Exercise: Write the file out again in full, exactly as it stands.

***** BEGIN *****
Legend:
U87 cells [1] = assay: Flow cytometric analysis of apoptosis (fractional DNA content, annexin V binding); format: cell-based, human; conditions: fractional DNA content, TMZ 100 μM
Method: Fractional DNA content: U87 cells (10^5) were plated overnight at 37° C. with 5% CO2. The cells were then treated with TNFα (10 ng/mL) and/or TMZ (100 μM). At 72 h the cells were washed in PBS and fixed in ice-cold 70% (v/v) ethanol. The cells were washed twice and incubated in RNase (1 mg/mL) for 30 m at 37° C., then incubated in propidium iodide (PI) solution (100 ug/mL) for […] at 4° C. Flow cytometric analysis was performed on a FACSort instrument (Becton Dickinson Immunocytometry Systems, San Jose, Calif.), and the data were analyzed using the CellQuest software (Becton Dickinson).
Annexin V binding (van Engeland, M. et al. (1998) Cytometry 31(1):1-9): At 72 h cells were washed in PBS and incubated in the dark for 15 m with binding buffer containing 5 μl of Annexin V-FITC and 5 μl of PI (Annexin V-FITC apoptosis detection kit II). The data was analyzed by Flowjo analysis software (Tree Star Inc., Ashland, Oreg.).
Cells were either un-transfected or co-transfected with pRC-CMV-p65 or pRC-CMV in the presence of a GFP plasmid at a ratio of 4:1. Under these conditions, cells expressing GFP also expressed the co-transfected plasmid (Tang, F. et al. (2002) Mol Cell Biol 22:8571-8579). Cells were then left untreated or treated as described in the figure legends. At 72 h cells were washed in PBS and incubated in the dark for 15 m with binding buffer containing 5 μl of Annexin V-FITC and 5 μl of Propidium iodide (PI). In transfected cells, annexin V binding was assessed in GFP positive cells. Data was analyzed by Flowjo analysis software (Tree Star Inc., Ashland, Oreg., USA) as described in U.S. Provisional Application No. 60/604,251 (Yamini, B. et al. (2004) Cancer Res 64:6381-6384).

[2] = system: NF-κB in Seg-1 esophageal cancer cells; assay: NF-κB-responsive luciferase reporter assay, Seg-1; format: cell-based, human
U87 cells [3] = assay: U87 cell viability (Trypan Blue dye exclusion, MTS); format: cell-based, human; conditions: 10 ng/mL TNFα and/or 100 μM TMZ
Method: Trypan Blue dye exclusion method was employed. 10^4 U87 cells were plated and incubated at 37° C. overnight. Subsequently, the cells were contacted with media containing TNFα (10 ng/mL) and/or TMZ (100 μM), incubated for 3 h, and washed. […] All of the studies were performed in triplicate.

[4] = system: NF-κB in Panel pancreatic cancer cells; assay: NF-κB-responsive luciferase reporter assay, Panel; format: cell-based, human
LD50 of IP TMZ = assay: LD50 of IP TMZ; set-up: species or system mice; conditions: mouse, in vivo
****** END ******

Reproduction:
Legend:
U87 cells [1] = assay: Flow cytometric analysis of apoptosis (fractional DNA content, annexin V binding); format: cell-based, human; conditions: fractional DNA content, TMZ 100 μM
Method: Fractional DNA content: U87 cells (10^5) were plated overnight at 37° C. with 5% CO2. The cells were then treated with TNFα (10 ng/mL) and/or TMZ (100 μM). At 72 h the cells were washed in PBS and fixed in ice-cold 70% (v/v) ethanol. The cells were washed twice and incubated in RNase (1 mg/mL) for 30 m at 37° C., then incubated in propidium iodide (PI) solution (100 ug/mL) for […] at 4° C. Flow cytometric analysis was performed on a FACSort instrument (Becton Dickinson Immunocytometry Systems, San Jose, Calif.), and the data were analyzed using the CellQuest software (Becton Dickinson).
Annexin V binding (van Engeland, M. et al. (1998) Cytometry 31(1):1-9): At 72 h cells were washed in PBS and incubated in the dark for 15 m with binding buffer containing 5 μl of Annexin V-FITC and 5 μl of PI (Annexin V-FITC apoptosis detection kit II). The data was analyzed by Flowjo analysis software (Tree Star Inc., Ashland, Oreg.).
Cells were either un-transfected or co-transfected with pRC-CMV-p65 or pRC-CMV in the presence of a GFP plasmid at a ratio of 4:1. Under these conditions, cells expressing GFP also expressed the co-transfected plasmid (Tang, F. et al. (2002) Mol Cell Biol 22:8571-8579). Cells were then left untreated or treated as described in the figure legends. At 72 h cells were washed in PBS and incubated in the dark for 15 m with binding buffer containing 5 μl of Annexin V-FITC and 5 μl of Propidium iodide (PI). In transfected cells, annexin V binding was assessed in GFP positive cells. Data was analyzed by Flowjo analysis software (Tree Star Inc., Ashland, Oreg., USA) as described in U.S. Provisional Application No. 60/604,251 (Yamini, B. et al. (2004) Cancer Res 64:6381-6384).

[2] = system: NF-κB in Seg-1 esophageal cancer cells; assay: NF-κB-responsive luciferase reporter assay, Seg-1; format: cell-based, human
U87 cells [3] = assay: U87 cell viability (Trypan Blue dye exclusion, MTS); format: cell-based, human; conditions: 10 ng/mL TNFα and/or 100 μM TMZ
Method: Trypan Blue dye exclusion method was employed. 10^4 U87 cells were plated and incubated at 37° C. overnight. Subsequently, the cells were contacted with media containing TNFα (10 ng/mL) and/or TMZ (100 μM), incubated for 3 h, and washed. […] All of the studies were performed in triplicate.

[4] = system: NF-κB in Panel pancreatic cancer cells; assay: NF-κB-responsive luciferase reporter assay, Panel; format: cell-based, human
LD50 of IP TMZ = assay: LD50 of IP TMZ; set-up: species or system mice; conditions: mouse, in vivo